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History and GovernmentCongressional BiographiesPennsylvania / US

George Mifflin DALLAS

(1792-1864)
Senate Years of Service:
1831-1833
Party:
Jacksonian

DALLAS, George Mifflin, (great-great-granduncle of Claiborne Pell), a Senator from Pennsylvania and a vice president of the United States; born in Philadelphia, Pa., July 10, 1792; graduated from the College of New Jersey (now Princeton University) in 1810; studied law; admitted to the bar in 1813; private secretary to Albert Gallatin, Minister to Russia; returned in 1814 and commenced the practice of law in New York City; solicitor of the United States Bank 1815-1817; returned to Philadelphia and was appointed deputy attorney general in 1817; mayor of Philadelphia October 21, 1828-April 15, 1829; United States district attorney for the eastern district of Pennsylvania 1829-1831; elected as a Democrat to the United States Senate to fill the vacancy caused by the resignation of Isaac D. Barnard and served from December 13, 1831, to March 3, 1833; declined to be a candidate for reelection in 1832; chairman, Committee on Naval Affairs (Twenty-second Congress); resumed the practice of law; attorney general of Pennsylvania 1833-1835; appointed by President Martin Van Buren as Envoy Extraordinary and Minister Plenipotentiary to Russia 1837-1839, when he was recalled at his own request; elected Vice President of the United States on the Democratic ticket in 1844 with James K. Polk and served from March 4, 1845, to March 3, 1849; appointed Envoy Extraordinary and Minister Plenipotentiary to Great Britain by President Franklin Pierce 1856-1861; returned to Philadelphia, and died there December 31, 1864; interment in St. Peter’s Churchyard.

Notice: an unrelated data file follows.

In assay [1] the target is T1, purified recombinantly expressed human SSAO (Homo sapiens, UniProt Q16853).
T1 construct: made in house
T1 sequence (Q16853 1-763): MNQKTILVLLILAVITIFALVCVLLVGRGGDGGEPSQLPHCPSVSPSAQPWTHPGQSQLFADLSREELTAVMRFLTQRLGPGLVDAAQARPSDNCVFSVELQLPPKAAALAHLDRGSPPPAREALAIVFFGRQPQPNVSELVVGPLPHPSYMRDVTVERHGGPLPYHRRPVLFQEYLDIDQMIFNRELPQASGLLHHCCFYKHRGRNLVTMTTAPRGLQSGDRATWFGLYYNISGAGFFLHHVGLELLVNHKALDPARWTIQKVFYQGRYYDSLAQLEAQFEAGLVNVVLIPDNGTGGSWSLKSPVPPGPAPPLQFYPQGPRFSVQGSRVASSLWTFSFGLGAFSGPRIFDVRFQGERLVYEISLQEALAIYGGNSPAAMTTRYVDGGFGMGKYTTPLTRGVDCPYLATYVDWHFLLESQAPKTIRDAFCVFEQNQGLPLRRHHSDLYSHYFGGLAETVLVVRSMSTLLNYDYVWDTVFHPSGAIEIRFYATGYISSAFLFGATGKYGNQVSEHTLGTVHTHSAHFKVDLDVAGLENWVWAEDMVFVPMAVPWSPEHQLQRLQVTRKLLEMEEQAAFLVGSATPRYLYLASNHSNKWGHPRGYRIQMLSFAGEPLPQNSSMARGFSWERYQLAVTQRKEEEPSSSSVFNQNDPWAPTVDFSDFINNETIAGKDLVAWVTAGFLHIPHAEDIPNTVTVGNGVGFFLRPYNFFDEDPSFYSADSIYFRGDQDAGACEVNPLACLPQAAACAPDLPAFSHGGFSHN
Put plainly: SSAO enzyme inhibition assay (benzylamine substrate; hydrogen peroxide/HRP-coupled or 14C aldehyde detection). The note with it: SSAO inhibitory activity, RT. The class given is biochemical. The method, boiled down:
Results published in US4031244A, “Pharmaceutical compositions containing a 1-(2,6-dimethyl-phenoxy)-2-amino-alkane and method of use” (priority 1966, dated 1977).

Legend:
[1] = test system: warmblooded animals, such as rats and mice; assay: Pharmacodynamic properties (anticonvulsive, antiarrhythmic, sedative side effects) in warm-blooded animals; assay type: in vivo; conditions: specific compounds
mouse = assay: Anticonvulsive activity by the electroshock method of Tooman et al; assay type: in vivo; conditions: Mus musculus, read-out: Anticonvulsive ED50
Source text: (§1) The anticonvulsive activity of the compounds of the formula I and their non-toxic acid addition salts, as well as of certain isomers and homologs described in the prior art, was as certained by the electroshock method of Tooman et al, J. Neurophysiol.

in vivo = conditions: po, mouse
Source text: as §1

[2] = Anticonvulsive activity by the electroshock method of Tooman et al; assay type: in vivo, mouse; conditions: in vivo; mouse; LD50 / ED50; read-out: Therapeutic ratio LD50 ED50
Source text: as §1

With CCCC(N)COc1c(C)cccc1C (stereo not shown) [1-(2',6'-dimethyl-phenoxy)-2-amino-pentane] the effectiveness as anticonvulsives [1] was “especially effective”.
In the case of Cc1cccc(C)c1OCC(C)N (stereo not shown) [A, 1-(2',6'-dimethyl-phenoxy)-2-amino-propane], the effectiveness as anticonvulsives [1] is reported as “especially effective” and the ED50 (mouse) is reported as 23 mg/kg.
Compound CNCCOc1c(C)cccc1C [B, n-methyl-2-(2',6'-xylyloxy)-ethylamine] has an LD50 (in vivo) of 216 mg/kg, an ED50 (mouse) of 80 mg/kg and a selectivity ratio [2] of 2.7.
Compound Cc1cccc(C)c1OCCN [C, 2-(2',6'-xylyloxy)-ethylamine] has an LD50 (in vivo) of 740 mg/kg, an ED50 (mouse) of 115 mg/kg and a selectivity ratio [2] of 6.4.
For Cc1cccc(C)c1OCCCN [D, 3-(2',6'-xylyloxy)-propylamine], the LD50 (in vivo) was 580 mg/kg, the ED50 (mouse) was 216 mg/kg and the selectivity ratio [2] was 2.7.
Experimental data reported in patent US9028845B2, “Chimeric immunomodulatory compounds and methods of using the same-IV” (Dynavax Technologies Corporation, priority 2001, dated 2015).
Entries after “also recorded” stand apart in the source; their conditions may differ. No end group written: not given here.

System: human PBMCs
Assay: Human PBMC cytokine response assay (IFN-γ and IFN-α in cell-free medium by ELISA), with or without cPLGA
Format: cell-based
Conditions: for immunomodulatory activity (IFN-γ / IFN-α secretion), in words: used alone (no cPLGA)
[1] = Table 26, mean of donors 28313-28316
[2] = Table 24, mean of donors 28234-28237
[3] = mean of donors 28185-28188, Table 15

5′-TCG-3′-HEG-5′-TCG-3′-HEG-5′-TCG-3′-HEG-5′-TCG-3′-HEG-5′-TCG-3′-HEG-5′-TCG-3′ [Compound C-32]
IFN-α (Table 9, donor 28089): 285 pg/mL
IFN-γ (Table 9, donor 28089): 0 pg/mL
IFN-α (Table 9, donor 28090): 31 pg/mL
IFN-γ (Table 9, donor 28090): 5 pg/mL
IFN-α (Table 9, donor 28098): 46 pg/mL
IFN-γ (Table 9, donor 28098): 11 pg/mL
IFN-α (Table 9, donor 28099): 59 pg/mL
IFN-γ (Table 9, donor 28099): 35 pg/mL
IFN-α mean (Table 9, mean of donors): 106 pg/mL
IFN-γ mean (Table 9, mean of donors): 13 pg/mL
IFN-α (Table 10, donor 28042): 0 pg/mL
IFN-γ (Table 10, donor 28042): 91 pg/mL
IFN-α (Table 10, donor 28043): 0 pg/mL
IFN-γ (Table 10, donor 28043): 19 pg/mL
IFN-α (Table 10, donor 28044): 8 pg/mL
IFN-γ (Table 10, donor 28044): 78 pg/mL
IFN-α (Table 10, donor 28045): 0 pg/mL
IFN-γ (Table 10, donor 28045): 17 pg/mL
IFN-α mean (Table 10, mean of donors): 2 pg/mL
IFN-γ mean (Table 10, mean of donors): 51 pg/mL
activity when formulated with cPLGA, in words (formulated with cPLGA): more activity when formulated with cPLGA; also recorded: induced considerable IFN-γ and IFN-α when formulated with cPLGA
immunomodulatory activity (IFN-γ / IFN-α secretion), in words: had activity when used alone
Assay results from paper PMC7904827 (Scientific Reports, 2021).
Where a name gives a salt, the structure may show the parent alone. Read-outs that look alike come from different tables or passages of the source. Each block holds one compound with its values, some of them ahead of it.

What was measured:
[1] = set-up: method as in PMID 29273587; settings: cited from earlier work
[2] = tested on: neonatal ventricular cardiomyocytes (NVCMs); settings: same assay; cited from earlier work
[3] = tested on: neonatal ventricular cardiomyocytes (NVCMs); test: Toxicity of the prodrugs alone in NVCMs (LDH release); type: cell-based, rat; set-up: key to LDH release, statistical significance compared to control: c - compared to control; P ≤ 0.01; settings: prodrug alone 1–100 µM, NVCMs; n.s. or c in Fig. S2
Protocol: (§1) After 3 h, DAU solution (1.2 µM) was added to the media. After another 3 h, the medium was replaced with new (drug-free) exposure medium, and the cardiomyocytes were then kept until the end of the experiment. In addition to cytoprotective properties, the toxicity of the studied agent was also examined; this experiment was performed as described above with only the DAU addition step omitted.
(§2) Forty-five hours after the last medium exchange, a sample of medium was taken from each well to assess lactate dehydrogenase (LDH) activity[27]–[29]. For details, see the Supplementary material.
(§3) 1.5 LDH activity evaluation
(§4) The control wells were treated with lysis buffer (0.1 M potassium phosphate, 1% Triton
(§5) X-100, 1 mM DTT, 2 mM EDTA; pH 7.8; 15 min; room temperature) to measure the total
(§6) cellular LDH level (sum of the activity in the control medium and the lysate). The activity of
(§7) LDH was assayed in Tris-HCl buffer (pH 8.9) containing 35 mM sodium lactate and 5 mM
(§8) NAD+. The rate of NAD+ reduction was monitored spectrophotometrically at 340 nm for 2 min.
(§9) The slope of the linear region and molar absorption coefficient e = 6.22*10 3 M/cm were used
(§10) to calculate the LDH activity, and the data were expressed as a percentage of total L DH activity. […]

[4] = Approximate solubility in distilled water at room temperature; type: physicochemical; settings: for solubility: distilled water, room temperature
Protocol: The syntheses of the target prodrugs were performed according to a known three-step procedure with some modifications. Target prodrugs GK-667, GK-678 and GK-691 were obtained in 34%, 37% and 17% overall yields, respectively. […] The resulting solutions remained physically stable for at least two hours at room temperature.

Bibliography

American National Biography; Dictionary of American Biography; Ambacher, Bruce. “George M. Dallas: Leader of the ‘Family’ Party.” Ph.D. dissertation, Temple University, 1970; Belohlavek, John M. George Mifflin Dallas: Jacksonian Patrician. State College: Pennsylvania State University Press, 1977.

Source: Biographical Directory of the United States Congress, 1771-Present

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